Album review of Khalid’s “American Teen”
March 30, 2017
With some help from Kylie Jenner’s Snapchat stories, Khalid’s silky and sultry ‘Location’ became his first hit and gave him more than 50 millions plays on Spotify plus a record deal with RCA Records, all during the summer after his high school graduation. After a handful of released singles, American Teen was released on March 3rd, nine months after the success of Location. Khalid has made his debut album to the world a memorable one, and shows he’s one to play among the big boys.
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Additional reporting by Tom Hancock in Shanghai
It’s easy to see that 1980’s pop was used as inspiration in the first few tracks off the album, like the title track American Teen, Young Dumb and Broke, and Another Sad Love Song. Khalid has taken his experiences as a teenager and turned it into a coming-of-age album. It’s the musical equivalent to 1980s movies such as John Hughes’ The Breakfast Club and Ferris Bueller’s Day Off.
His syrupy voice doesn’t sing with power or force to convey his message, it flows off his tongue in a smooth and calm demeanor, even when he’s shrugging off teenage difficulties in 8TEEN, the album’s capstone ballad to being 18 years old: “Woke up a little too late this morning/But I think I’ll be okay /I’ll be okay/Damn, my car still smells like marijuana/My mom is gonna kill me.” Khalid is now 19, so topics like first loves, staying out late, smoking weed and dealing with strict parents are what come most naturally to him.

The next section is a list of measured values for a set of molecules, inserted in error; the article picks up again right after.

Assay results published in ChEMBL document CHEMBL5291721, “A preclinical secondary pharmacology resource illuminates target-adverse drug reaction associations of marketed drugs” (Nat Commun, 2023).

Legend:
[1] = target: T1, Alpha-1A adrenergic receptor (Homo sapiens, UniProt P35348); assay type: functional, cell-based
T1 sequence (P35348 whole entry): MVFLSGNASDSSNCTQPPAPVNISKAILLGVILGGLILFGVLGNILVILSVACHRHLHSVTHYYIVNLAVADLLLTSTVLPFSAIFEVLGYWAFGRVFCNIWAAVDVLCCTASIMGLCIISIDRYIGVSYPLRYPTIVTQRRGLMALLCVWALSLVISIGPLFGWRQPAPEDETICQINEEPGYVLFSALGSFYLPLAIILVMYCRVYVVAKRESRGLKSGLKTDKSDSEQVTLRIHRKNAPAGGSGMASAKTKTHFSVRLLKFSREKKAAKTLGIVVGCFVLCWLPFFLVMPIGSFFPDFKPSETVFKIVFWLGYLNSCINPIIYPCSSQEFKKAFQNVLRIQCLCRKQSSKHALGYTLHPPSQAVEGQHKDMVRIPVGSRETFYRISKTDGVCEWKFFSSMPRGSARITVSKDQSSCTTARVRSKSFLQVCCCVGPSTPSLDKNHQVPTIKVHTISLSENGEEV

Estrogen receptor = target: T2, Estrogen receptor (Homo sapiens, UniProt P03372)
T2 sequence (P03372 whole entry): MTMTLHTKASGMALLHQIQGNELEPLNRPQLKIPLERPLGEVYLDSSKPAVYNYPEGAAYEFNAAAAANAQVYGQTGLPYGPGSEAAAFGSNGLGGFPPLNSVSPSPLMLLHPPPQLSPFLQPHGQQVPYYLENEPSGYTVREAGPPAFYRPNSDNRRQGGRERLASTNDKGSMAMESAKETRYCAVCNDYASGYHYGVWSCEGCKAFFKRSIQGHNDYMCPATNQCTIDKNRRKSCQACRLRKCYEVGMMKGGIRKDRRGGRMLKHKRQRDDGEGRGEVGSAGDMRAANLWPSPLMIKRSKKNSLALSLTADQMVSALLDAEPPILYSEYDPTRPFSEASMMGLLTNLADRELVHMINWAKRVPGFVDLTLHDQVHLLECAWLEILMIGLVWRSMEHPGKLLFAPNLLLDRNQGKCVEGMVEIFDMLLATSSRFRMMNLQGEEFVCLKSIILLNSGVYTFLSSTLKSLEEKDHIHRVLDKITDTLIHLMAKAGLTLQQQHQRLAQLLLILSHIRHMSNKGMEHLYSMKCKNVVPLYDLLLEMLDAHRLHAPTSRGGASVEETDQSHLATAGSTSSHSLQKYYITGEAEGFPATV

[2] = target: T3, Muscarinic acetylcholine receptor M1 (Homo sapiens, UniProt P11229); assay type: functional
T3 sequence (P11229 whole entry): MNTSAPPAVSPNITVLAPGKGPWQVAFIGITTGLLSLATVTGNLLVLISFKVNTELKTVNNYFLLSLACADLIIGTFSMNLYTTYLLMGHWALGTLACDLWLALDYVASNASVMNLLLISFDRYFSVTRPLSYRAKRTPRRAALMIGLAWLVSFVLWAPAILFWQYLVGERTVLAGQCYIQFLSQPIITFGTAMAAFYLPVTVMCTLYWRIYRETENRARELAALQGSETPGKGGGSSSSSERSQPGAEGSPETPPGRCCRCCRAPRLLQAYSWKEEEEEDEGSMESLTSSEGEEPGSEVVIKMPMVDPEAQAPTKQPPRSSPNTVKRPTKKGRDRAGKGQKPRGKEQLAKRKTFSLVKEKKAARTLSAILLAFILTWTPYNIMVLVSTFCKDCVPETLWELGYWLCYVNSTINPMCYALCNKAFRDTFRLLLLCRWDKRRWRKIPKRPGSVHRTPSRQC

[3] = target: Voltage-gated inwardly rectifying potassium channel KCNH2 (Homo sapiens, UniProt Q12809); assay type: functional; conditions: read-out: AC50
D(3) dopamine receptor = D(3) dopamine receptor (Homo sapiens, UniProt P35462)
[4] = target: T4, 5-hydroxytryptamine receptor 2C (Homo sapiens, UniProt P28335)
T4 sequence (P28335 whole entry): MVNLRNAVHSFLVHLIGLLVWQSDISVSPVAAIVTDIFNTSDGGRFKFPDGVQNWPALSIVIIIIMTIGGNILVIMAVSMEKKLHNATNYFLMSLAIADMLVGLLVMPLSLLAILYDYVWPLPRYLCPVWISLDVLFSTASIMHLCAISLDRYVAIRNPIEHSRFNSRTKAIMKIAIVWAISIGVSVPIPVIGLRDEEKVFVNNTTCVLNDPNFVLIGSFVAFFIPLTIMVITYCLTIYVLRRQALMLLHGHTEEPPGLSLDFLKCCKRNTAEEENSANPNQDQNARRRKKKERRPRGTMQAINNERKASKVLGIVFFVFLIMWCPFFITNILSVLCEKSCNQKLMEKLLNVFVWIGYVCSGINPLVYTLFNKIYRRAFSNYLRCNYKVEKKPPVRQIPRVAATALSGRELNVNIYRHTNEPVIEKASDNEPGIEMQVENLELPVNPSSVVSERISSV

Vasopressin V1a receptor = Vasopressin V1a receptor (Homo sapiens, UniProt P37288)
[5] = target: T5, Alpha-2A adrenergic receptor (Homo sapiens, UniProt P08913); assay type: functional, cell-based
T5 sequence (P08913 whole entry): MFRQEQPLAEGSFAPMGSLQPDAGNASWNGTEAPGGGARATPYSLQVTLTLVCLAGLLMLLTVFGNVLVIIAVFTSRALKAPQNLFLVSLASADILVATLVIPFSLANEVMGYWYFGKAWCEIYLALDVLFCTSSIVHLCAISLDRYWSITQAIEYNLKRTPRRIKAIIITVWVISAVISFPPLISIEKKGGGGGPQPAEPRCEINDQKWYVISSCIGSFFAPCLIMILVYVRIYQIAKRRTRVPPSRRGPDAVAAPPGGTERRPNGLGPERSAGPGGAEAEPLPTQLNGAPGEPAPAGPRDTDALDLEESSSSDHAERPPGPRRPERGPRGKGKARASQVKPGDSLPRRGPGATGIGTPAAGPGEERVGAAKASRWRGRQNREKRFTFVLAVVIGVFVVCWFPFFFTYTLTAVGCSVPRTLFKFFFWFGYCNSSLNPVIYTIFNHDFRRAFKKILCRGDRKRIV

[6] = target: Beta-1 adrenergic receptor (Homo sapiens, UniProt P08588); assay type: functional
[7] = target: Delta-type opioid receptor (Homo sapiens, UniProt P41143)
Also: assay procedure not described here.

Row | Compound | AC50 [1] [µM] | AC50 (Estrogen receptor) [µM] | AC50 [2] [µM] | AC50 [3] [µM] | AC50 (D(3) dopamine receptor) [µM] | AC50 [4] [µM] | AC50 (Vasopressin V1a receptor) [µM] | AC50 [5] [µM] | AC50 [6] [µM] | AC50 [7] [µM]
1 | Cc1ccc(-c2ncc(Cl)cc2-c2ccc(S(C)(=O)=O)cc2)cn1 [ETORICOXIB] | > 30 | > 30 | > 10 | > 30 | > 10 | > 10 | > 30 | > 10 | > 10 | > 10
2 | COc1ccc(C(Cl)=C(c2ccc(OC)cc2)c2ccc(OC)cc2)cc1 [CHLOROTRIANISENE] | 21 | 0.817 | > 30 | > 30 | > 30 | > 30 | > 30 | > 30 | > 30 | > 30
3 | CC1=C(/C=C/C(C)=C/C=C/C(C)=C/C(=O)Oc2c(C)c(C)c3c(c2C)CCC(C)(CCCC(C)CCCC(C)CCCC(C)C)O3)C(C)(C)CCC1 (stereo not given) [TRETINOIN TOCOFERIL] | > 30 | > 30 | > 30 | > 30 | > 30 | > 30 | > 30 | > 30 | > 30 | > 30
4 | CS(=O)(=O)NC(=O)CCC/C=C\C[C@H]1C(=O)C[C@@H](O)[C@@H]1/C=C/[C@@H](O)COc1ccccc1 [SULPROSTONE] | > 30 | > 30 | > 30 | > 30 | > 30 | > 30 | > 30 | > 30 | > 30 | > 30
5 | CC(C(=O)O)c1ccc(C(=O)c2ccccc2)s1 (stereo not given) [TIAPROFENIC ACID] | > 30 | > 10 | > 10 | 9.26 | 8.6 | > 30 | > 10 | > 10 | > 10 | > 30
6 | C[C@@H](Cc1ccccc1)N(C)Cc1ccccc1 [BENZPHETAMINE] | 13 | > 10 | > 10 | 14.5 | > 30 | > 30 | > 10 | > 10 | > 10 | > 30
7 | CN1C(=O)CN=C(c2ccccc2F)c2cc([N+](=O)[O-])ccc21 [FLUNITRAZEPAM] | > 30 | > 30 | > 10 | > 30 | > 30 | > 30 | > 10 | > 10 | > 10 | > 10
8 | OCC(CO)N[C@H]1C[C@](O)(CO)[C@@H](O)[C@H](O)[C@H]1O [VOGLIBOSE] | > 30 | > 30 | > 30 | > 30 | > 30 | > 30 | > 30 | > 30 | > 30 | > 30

Listen to the headlining songs American Teen, 8TEEN, Young Dumb and Broke, one thing is obvious: Khalid has taken his experiences as a teenager and turned it into a coming-of-age album. It’s the musical equivalent to 1980s movies such as John Hughes’ The Breakfast Club and Ferris Bueller’s Day Off, but it isn’t just the lyrics that contribute to this, it’s the production style and overall sound of the album. Combine autobiographical lyricism with production handled by Joel Little, the same producer of 20-year old Lorde’s highly successful albums The Love Club and Pure Heroine, and the result is a compilation of tracks that all flow together as one in a cohesive and fulfilling album.
Consider the first few lyrics of the title track, American Teen: “My youth is the foundation of me / Oh, I’m proud to be American” – one of many similar ideas that share the idea of the uncertainty of youth, or the innumerable possibilities kids have among Khalid’s (and our) generation. For Khalid, the sky’s the limit. American Teen isn’t Grammy quality, but having 30 years at his expense to grow into a matured and skilled artist is more than enough time to jump off an extremely solid foundation. Someone call John Hughes – I think I’ve found his new inspiration.
Standout Tracks: Young Dumb and Broke, American Teen, Saved